Praise for HIJACK IN ABSTRACT:
“The fast-paced plot careens through small-town politics and deadly rivalries, with zany side trips through art-world shenanigans and romantic hijinx. Like front-porch lemonade, Reinhart’s cast of characters offers a perfect balance of tart and sweet.” – Sophie Littlefield, Bestselling Author of A Bad Day for Sorry
With my messenger bag bumping my back, I hugged my chest, figuring it best not to give an extra show to Shep and the boys. I followed Uncle Will down the hallway, waiting while he unlocked a door. The door opened and two faces turned to look at us. One I didn’t recognize, but judging by his despondent expression, I figured he was probably in a mess of trouble. The other person, another deputy, I identified immediately. Hard not to recognize those brown ochre curls with the highlights I had decided were transparent oxide-red lake. Or the lean, muscled body, much like Michelangelo’s David. Or by the strong jaw buttressing two adorable dimples that made a rare showing.
Unfortunately, I knew Deputy Luke Harper a little too well.
He gave me a scant nod and turned back to the perp.
My hand snuck back to my hair and yanked on a particularly tall cowlick in back. I gritted my teeth and gave myself a quick lecture not to make a scene. We had aired our irreconcilable differences behind the local roadhouse, Red’s County Line Tap, a few months ago and I had not quite recovered.
“That’s Tyrone Coderre,” said Uncle Will. “He’s going to give you a description to draw. We need a composite sketch.”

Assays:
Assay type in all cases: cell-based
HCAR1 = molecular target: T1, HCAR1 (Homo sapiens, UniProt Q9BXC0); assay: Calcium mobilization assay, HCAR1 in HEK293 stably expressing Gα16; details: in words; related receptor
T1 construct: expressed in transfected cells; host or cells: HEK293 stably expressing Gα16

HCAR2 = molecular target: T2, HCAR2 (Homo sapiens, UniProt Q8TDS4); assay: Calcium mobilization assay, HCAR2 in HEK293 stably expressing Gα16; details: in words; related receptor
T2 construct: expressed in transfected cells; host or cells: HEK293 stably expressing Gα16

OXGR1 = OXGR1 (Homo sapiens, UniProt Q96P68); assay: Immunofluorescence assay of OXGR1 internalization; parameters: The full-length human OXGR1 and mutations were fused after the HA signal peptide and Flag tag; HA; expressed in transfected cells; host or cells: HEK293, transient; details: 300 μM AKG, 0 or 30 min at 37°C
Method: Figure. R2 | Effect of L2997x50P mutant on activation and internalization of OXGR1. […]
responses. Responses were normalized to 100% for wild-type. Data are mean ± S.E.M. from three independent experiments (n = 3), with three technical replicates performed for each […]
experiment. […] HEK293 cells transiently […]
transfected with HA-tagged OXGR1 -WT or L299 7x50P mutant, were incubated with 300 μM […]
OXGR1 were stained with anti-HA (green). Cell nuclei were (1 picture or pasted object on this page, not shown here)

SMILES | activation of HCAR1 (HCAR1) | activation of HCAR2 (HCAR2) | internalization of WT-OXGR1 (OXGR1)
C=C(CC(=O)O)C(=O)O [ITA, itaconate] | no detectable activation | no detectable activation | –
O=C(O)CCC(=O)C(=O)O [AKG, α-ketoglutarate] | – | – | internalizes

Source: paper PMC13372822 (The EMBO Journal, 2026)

Uncle Will stopped me before I entered the room and pulled me to the side. “Can I leave Deputy Harper in there with you or do I need to call in another officer? Harper’s the one who picked up Coderre, so this is his investigation.”
“I’m quite capable of separating my personal and professional life,” I said, tilting my chin so I could eyeball Uncle Will. “You might want to ask the same of him.”
“I trust Luke not to screw up his job. You are another story.”
I gave him a “why, I never” gasp.
“I’m going to be watching through the two-way.” He tapped my messenger bag. “Lucky for you, I don’t know other artists to call during the middle of the night. Wouldn’t want to be accused of nepotism. But I want a sketch while the memory is still fresh in Coderre’s mind. Don’t disappoint me, Cherry.”
“So, this is an important investigation?” Excitement zipped through my veins and made my fingers tingle. “I won’t let you down. You can even deputize me if you want.”
Uncle Will chuckled. “Just draw us a good picture. That’s plenty helpful.”
“Yes, sir,” I said and snuck by him to enter the room. I nodded to the man in the black sweat suit behind the table and held out my hand. “Hello, Mr. Coderre. I’m Cherry Tucker, a local artist.”
“Don’t shake his hand,” barked Luke. “Are you crazy?”
Tyrone Coderre’s cuffed hands retreated below the table, and I blew out a hard breath.
Looked like it was going to be a long night. At least the criminal had manners.
Couldn’t say the same for the cop.
Buy the Book: Amazon | Barnes & Noble
All about Larissa:
Growing up in a small town, Larissa Reinhart couldn’t wait to move to an exotic city far from corn fields. After moving around the US and Japan, now she loves to write about rough hewn characters that live near corn fields, particularly sassy women with a penchant for trouble.
HIJACK IN ABSTRACT is the third in the Cherry Tucker Mystery Series from Henery Press, following STILL LIFE IN BRUNSWICK STEW (May 2013) and PORTRAIT OF A DEAD GUY, a 2012 Daphne du Maurier finalist. QUICK SKETCH, a Cherry Tucker prequel to PORTRAIT, is in the mystery anthology THE HEARTACHE MOTEL (December 2013).
Larissa lives near Atlanta with her minions and Cairn Terrier, Biscuit. Visit her website or find her chatting with the Little Read Hens on Facebook.
Find Larissa Online: Website | Facebook | Twitter | Goodreads